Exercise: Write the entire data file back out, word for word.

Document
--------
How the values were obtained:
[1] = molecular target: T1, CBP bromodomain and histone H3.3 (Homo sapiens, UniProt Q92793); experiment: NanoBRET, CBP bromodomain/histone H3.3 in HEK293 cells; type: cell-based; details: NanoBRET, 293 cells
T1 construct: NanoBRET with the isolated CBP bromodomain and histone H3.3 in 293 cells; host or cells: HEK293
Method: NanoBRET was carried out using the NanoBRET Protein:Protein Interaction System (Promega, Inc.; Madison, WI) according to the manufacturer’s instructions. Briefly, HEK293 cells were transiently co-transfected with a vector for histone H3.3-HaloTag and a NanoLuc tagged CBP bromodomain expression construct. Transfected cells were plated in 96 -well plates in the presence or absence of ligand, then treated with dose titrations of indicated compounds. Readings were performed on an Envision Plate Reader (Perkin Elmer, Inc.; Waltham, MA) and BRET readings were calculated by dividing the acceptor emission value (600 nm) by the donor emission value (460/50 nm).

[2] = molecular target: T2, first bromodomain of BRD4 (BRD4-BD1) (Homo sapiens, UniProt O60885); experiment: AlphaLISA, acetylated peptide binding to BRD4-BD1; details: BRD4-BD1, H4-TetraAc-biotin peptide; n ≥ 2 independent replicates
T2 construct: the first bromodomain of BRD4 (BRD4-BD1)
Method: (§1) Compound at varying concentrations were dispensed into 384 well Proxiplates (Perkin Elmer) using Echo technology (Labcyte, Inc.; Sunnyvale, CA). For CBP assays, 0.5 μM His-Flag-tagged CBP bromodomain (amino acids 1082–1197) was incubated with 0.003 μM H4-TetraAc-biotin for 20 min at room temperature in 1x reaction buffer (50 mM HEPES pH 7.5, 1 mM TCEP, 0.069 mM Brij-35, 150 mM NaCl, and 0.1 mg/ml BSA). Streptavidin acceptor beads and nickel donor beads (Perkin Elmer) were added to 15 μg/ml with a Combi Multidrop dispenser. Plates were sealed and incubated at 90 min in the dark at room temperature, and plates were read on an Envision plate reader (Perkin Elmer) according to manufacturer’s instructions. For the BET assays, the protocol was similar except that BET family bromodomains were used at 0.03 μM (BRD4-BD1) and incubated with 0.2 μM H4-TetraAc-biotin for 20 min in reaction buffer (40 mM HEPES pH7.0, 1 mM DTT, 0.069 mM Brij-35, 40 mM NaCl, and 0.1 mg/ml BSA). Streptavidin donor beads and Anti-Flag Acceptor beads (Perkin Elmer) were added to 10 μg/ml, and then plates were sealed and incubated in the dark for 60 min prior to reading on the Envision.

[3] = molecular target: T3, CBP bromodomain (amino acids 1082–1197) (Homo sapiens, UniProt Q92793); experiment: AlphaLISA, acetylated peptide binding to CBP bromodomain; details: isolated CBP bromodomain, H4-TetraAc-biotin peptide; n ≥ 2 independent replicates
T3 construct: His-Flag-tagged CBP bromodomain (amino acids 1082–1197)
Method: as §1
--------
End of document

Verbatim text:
How the values were obtained:
[1] = molecular target: T1, CBP bromodomain and histone H3.3 (Homo sapiens, UniProt Q92793); experiment: NanoBRET, CBP bromodomain/histone H3.3 in HEK293 cells; type: cell-based; details: NanoBRET, 293 cells
T1 construct: NanoBRET with the isolated CBP bromodomain and histone H3.3 in 293 cells; host or cells: HEK293
Method: NanoBRET was carried out using the NanoBRET Protein:Protein Interaction System (Promega, Inc.; Madison, WI) according to the manufacturer’s instructions. Briefly, HEK293 cells were transiently co-transfected with a vector for histone H3.3-HaloTag and a NanoLuc tagged CBP bromodomain expression construct. Transfected cells were plated in 96 -well plates in the presence or absence of ligand, then treated with dose titrations of indicated compounds. Readings were performed on an Envision Plate Reader (Perkin Elmer, Inc.; Waltham, MA) and BRET readings were calculated by dividing the acceptor emission value (600 nm) by the donor emission value (460/50 nm).

[2] = molecular target: T2, first bromodomain of BRD4 (BRD4-BD1) (Homo sapiens, UniProt O60885); experiment: AlphaLISA, acetylated peptide binding to BRD4-BD1; details: BRD4-BD1, H4-TetraAc-biotin peptide; n ≥ 2 independent replicates
T2 construct: the first bromodomain of BRD4 (BRD4-BD1)
Method: (§1) Compound at varying concentrations were dispensed into 384 well Proxiplates (Perkin Elmer) using Echo technology (Labcyte, Inc.; Sunnyvale, CA). For CBP assays, 0.5 μM His-Flag-tagged CBP bromodomain (amino acids 1082–1197) was incubated with 0.003 μM H4-TetraAc-biotin for 20 min at room temperature in 1x reaction buffer (50 mM HEPES pH 7.5, 1 mM TCEP, 0.069 mM Brij-35, 150 mM NaCl, and 0.1 mg/ml BSA). Streptavidin acceptor beads and nickel donor beads (Perkin Elmer) were added to 15 μg/ml with a Combi Multidrop dispenser. Plates were sealed and incubated at 90 min in the dark at room temperature, and plates were read on an Envision plate reader (Perkin Elmer) according to manufacturer’s instructions. For the BET assays, the protocol was similar except that BET family bromodomains were used at 0.03 μM (BRD4-BD1) and incubated with 0.2 μM H4-TetraAc-biotin for 20 min in reaction buffer (40 mM HEPES pH7.0, 1 mM DTT, 0.069 mM Brij-35, 40 mM NaCl, and 0.1 mg/ml BSA). Streptavidin donor beads and Anti-Flag Acceptor beads (Perkin Elmer) were added to 10 μg/ml, and then plates were sealed and incubated in the dark for 60 min prior to reading on the Envision.

[3] = molecular target: T3, CBP bromodomain (amino acids 1082–1197) (Homo sapiens, UniProt Q92793); experiment: AlphaLISA, acetylated peptide binding to CBP bromodomain; details: isolated CBP bromodomain, H4-TetraAc-biotin peptide; n ≥ 2 independent replicates
T3 construct: His-Flag-tagged CBP bromodomain (amino acids 1082–1197)
Method: as §1